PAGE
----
BOGOTÁ, Colombia — Roughly 30 activists from across Colombia attended a four-day training in the Colombian capital from May 30-June 2 designed to encourage LGBT people to become more involved in the country’s political process.
The program, which was coordinated by the Gay and Lesbian Victory Institute and the Astraea Lesbian Foundation for Justice, was the first to take place as part of the USAID-backed LGBT Global Development Partnership that will contribute $11 million over the next four years to advocacy groups in neighboring Ecuador and other developing countries.
Out Bogotá City Councilwoman Angélica Lozano Correa and Blanca Durán Hernández, mayor of the Colombian capital’s Chapinero district that has a large gay population, are among those who took part. They and others advocates from Colombia and the United States spoke about a variety of topics that ranged from campaigning as an openly LGBT candidate to fundraising and responding to opponents.
Lozano, Durán, Victory Institute President Chuck Wolfe, Francisco Herrero of the National Democratic Institute and Tatiana Piñeros, a transgender woman whom Bogotá Mayor Gustavo Petro in 2012 appointed to run the city’s social welfare agency, also took part in a May 30 panel on how out political leaders and officials can advance the Colombian and American LGBT rights movements. Marcela Sánchez, executive director of Colombia Diversa, a nationwide LGBT advocacy group, moderated this event that took place at a Chapinero hotel.
“We recognize the importance of strengthening capacities for those who want to become involved,” Sánchez told the Blade after the panel. “This is why we entered this alliance with the Victory Institute.”
The training, which is the first of its kind in the South American country, took place less than a month before gay Colombians can begin to legally register their partnerships.
Colombia’s Constitutional Court in 2011 ruled the country’s lawmakers have to extend the same benefits that heterosexuals receive through marriage to same-sex couples within two years. The tribunal’s deadline is June 20, but the Colombian Senate in April overwhelmingly rejected a bill that would have extended marriage rights to gays and lesbians in the South American country.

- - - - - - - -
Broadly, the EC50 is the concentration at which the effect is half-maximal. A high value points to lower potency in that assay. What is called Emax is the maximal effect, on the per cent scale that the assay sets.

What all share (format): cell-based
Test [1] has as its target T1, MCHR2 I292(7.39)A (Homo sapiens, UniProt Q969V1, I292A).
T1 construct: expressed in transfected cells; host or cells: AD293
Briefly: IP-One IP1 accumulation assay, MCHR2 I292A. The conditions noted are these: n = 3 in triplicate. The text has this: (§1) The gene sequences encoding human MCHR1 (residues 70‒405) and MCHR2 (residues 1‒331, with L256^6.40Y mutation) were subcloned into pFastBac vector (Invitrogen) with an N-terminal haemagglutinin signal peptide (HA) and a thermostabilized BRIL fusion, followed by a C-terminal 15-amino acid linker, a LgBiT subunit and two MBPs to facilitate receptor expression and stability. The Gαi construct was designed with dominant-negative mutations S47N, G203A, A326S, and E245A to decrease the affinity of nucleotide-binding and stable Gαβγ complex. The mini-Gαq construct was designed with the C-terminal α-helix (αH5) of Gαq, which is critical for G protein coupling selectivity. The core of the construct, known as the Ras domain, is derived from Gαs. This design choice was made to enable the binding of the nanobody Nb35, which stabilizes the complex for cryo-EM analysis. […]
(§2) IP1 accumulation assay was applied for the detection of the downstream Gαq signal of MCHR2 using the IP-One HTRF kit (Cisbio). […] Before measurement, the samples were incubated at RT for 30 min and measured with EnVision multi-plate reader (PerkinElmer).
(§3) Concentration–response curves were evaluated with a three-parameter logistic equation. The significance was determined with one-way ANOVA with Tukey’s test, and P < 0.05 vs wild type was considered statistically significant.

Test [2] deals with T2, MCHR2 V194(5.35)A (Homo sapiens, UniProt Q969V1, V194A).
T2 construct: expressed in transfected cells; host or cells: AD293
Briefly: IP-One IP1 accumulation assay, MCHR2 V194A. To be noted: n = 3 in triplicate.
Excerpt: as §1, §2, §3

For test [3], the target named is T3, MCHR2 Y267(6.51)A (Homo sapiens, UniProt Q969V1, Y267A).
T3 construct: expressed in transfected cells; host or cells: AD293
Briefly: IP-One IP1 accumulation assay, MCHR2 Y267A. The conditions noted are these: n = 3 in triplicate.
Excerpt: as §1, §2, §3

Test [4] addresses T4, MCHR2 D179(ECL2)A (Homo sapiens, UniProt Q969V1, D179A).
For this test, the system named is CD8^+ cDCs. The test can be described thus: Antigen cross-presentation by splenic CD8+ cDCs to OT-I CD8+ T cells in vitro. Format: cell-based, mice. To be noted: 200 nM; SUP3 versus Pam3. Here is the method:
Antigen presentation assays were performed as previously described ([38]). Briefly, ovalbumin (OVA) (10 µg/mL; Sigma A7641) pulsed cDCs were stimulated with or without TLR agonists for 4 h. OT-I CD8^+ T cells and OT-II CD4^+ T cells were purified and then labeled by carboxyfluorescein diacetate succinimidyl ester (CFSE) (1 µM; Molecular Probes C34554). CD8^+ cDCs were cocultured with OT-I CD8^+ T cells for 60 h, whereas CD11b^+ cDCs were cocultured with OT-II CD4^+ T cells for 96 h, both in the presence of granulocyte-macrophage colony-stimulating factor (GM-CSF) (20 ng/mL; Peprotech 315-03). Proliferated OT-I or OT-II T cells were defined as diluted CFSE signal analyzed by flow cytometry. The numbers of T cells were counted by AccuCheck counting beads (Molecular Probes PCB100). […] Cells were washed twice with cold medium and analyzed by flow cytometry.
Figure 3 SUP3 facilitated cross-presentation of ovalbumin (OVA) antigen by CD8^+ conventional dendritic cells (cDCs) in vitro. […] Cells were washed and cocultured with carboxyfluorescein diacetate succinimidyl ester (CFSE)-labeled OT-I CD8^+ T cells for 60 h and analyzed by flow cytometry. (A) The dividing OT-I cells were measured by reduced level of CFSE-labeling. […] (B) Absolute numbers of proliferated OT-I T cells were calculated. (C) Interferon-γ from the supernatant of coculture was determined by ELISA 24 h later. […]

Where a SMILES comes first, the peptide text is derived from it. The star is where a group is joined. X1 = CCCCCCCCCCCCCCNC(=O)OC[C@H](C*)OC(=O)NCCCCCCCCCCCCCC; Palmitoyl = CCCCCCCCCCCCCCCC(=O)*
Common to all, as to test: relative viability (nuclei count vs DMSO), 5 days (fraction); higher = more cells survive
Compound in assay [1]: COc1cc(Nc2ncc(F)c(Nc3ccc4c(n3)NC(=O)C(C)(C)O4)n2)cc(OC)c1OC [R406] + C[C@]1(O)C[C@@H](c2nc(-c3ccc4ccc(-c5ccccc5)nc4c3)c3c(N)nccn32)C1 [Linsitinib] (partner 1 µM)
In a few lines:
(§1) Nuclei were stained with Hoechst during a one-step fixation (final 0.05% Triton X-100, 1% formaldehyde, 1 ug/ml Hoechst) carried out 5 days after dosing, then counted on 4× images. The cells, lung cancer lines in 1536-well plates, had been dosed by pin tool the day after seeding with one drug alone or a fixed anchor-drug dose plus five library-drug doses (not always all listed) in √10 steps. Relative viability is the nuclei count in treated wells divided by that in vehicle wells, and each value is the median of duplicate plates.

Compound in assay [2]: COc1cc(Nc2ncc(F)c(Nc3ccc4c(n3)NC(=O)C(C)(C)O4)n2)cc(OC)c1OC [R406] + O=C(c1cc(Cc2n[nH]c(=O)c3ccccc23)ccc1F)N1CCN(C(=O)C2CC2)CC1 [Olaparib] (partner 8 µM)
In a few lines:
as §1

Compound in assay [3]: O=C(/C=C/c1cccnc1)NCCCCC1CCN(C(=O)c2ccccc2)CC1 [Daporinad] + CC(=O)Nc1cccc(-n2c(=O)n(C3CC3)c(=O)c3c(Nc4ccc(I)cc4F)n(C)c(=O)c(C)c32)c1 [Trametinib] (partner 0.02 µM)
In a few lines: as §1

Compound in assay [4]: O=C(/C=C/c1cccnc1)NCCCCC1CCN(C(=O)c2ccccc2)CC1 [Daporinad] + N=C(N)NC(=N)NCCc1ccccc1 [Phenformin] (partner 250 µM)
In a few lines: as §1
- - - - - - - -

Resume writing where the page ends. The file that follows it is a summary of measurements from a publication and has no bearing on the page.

The court in 2009 ruled same-sex couples who live together must receive the same rights Colombian law affords to unmarried heterosexual couples. It also overturned the ban on openly gay soldiers in a separate ruling it issued the same year.
Colombia’s non-discrimination law that includes sexual orientation took effect in 2011.
Federíco Ruíz Mora of the Santamaría Fundación, a Cali-based group that advocates on behalf of trans Colombians, told the Washington Blade in April while he was in D.C. on a State Department-sponsored trip that he and other activists plan to seek legal protections based on gender identity and expression.
A report from the Latin American and Caribbean Network of Transgender Women (REDLACTRANS) notes 61 trans women in Colombia have been reported murdered between 2005-2011. A separate report that Colombia Diversa released last month indicates 58 of the reported 280 LGBT Colombians who were murdered between 2011-2012 were killed because of their sexual orientation or gender identity and expression.
Wilson Castañeda Castro, director of Caribe Afirmativo, an advocacy group that works in Barranquilla and other cities along the country’s Caribbean coast, told the Blade on Friday that police violence against LGBT Colombians remains a serious problem. Lozano said in a separate interview she hopes those who targeted, tortured and killed LGBT Colombians during the country’s armed conflict that began in the 1960s are held accountable in any peace settlement that could emerge from talks between the government and members of the Revolutionary Armed Forces of Colombia (or FARC in Spanish) that continue to take place in Cuba.
Participants: Political involvement helps advance LGBT rights
Those who took part in the Bogotá training said it will help LGBT Colombians become more involved in their country’s political process as the movement grows stronger and more visible.
“One of the ways to make further advance our rights as an LGBT community is to win political office,” Durán told the Blade on Saturday. “To have groups of people learn about tools, to have the skills to conduct these campaigns to me is very important.”
Lozano admitted she was a bit surprised that such a program took place in Colombia, but she described it as “positive.”
“It is incredible to me that programs like this exist,” she said.
Castañeda noted his organization, like Colombia Diversa, is non-partisan. He agreed with Durán that it remains crucial for LGBT Colombians to become involved in the country’s political process.
“We become involved in every election to present the LGBT agenda to candidates,” Castañeda said.